Administration Denies Reports That Abu Ghraib Photos Depict Rape

Although the outcry that arose when President Barack Obama declined to release new images of detainee abuse at Abu Ghraib eventually died down, it is back, thanks to a report in the Telegraph that the officer in charge of the investigation described the pictures as showing sexual abuse of prisoners.

Major General Antonio Taguba, now retired, conducted the investigation into abuses at Abu Ghraib and had this to say about some of the pictures Obama is refusing to release out of a concern that they will further endanger U.S. (and British) troops.

"These pictures show torture, abuse, rape and every indecency.

"I am not sure what purpose their release would serve other than a legal one and the consequence would be to imperil our troops, the only protectors of our foreign policy, when we most need them, and British troops who are trying to build security in Afghanistan.

"The mere description of these pictures is horrendous enough, take my word for it."

According to these reports, the photos depict the rapes of both male and female detainees by military personnel, the forcible removal of a female detainee's clothing and the rape of multiple prisoners with inanimate objects. The Administration is denying that the photographs depict those acts.

The Telegraph report has provoked a variety of thoughtful reactions among people, some of whom — like Vanessa Gezari — now agree with Obama's decision and the reasoning behind it. There's an interesting debate to be had, too, about whether it's appropriate, given things like rape shield laws and the stigmas attached to being a victim of sexual abuse, to release pictures of victims being assaulted — which is certainly something that would not be done in the United States in a criminal case — or whether the need to confront the true horror of what was done in our name trumps the right to some privacy of the victims.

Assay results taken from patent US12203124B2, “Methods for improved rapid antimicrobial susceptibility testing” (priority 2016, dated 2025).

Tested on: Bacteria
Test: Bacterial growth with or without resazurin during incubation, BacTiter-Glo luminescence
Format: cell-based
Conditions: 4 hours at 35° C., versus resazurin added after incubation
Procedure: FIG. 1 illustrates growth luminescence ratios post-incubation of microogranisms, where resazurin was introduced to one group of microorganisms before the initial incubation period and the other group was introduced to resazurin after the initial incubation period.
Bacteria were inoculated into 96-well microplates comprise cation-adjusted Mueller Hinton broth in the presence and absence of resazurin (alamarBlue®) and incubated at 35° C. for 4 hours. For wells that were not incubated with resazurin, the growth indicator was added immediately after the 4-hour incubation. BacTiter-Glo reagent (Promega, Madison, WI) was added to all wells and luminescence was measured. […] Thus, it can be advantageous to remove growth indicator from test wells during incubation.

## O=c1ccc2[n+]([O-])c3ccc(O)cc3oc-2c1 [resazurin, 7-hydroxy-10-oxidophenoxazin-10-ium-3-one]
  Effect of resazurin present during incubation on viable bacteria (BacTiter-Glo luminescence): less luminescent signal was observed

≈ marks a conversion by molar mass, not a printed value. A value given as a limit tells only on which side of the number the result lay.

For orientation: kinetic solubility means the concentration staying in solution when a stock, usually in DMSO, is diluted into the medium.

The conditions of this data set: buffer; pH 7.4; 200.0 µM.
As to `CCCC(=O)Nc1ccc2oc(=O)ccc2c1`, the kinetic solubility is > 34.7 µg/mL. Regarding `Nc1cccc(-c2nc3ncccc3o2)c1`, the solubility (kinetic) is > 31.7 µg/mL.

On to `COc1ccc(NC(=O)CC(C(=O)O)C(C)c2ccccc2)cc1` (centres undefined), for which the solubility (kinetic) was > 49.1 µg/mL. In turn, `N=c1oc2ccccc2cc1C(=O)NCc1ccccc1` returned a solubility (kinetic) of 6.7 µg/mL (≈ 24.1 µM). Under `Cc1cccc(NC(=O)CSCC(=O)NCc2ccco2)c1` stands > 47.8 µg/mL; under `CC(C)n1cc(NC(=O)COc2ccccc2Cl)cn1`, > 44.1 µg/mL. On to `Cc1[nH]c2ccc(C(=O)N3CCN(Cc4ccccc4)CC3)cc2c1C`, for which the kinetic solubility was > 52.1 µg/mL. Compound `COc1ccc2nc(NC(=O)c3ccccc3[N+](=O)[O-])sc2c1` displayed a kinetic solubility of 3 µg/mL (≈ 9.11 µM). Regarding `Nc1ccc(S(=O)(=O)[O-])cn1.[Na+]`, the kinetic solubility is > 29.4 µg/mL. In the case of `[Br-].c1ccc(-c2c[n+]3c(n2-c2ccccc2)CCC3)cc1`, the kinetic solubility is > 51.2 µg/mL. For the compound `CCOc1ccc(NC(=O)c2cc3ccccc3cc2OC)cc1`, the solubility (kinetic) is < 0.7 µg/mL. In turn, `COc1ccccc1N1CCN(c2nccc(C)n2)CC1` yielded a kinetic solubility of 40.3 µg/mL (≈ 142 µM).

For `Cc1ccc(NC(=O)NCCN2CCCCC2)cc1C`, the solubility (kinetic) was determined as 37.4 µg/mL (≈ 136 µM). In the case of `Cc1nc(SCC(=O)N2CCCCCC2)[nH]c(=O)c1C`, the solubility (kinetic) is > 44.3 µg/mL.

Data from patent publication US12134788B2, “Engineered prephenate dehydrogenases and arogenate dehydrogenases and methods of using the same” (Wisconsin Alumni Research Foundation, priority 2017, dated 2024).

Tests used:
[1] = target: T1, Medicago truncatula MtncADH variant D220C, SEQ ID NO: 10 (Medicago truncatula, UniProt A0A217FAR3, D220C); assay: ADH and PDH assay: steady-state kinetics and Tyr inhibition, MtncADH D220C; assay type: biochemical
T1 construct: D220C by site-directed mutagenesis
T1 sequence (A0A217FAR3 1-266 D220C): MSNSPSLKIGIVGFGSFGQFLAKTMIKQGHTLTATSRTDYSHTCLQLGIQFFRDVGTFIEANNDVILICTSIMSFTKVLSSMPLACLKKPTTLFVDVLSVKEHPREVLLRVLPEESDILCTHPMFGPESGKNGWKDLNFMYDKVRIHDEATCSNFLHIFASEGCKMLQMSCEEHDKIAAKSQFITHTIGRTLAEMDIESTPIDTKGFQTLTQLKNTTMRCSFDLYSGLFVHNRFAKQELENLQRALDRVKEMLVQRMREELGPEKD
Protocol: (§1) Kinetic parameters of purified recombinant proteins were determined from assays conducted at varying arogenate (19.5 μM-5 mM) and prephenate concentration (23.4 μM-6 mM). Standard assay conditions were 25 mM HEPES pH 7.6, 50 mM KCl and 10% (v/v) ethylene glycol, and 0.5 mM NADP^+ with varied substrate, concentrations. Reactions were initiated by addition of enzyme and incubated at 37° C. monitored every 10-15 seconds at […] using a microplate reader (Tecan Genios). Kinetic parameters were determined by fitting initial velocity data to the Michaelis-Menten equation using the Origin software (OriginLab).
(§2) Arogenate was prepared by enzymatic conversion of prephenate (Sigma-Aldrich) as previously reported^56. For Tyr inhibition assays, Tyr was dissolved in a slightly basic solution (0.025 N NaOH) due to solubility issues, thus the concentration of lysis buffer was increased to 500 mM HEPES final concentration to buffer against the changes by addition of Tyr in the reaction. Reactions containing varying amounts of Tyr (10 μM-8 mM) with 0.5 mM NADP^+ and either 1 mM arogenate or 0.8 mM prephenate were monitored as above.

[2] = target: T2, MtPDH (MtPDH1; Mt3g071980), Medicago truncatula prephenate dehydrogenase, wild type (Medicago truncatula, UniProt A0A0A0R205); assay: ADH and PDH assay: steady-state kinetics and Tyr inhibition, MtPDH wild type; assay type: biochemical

Then there's Susannah Breslin's take. You know it's going to be bad when a story about pictures of rape and assault starts off like this.

The Daily Telegraph reports unreleased Abu Ghraib photographs include sexual torture and "rape."

Why are there quotes around the word rape? The denotation of the quotations, in this case, is to indicate that it wasn't rape, in much the same way that I refer to the criminal "justice" system when talking about sexual assault cases. So, apparently, some of the rapes in Abu Ghraib, in Breslin's mind, don't qualify — and I don't think I'm going too far in suggesting that the rapes that Breslin thinks weren't rape-y enough were the ones that didn't involve an actual penis.

Suffice it to say that it doesn't get better. Breslin, who's built a successful career writing about sex, pornography and sex work (among other things) then sneaks in this gem.

What makes this new photographic revelation tricky, and is what, I suspect, led to Obama's some say "stunning" reversal, is that these photographs, for all intents and purposes, are pornographic.